4 March 1862

Roanoke Island

March 4th, 1862

Dear Sister,

As we are expecting to leave this place soon and an opportunity being offered to send letters today, I thought I would write a few lines to keep you posted as to my whereabouts and keep you informed as to the state of my health.

Ever since we came here we have been expecting to move every few days, and the orders have been to keep three days rations cooked in advance so as to be ready to start at a moments warning. Last night we had orders to strike tents at reveille in the morning which is beat at six A.M.

You can bet that there was some early rising this morning if never before. All gathered their traps together, packing knapsacks, rolling blankets etc. But when the reveille was beat the order to strike tents was not given as had been expected, and it was shortly given out that we should not be able to go aboard this forenoon on account of the wind which was blowing a strong northeaster at the time.

At noon our rations were dealt out, and our ammunition was looked to, to see if we had a fully supply.

The companies that came on the “Sentinel”, viz. C, E, H, and K were ordered to get ready to strike tents in 35 minutes. It has been over an hour and the drum has not beat yet. I do not know what occasions the delay. I think in all probability we shall not go aboard before morning although we are prepared to hear the order any moment to “strike tents in fifteen minutes.” I have just stopped writing to take some cartridges from the orderly to make up my forty rounds. As to our destination we are entirely ignorant, some say one place – some another, but none know. I was rather disappointed yesterday by not getting more mail, it being the first mail that the Regt. has received since we left Annapolis but that I have received as much as four letters besides a number of papers. Yesterday I received no letters and only one paper.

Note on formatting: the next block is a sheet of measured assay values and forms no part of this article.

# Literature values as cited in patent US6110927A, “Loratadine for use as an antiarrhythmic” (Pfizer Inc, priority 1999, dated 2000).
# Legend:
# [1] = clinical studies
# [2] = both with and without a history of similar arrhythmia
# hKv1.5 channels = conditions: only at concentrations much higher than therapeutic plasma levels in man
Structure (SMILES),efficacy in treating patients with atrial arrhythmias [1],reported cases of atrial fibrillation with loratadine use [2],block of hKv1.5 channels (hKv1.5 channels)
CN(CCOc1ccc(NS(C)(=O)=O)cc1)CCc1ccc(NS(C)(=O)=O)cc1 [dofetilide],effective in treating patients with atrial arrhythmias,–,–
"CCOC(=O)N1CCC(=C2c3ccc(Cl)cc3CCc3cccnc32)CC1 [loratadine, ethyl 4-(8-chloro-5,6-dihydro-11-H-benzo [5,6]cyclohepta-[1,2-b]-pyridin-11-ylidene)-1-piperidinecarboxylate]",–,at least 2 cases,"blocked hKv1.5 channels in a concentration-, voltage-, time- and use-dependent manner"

We have had quite a number of resignations in our regiment within a short time, besides rumors of plenty more. Capt Fowler, Capt Nash and a couple of Lieut’s. have gone home. It is rumored that the Col. and the Chaplain are both going home, also several others. The reason assigned for the resignation of the Col. was that Gen. Burnside had given him particular fits about the way he had conducted the regiment.

The Q.M. had to take his share of it because the new clothes were not ready for the regiment. The regiment is quite ragged at present and looks quite shabby; some were not careful of their clothes, and some were made of poor stuff. Gen. Burnside said “he did not want a ragged regiment following him around, and if they expected to be his body guard, they must be better clothed.” The Q.M. borrowed about 250 pairs of pants of the R.I. regiment and let those whose clothes were nearly torn off have them. The Gen. looks out for this men and woe be to the officer under him that tries to “rough it” on them. When we first came here we had some salt junk that was cooked up for two or three days rations and put hot into barrels, and before we ate it up it was a little tainted around the bones. The Gen. found it out and gave the commissary to understand if it happened again he could march. His men were not going to eat stinking meat. Health excellent. Weather warm. Write often. Our letters are often kept back by of the Gen.

Love to all,

O.C. Casie

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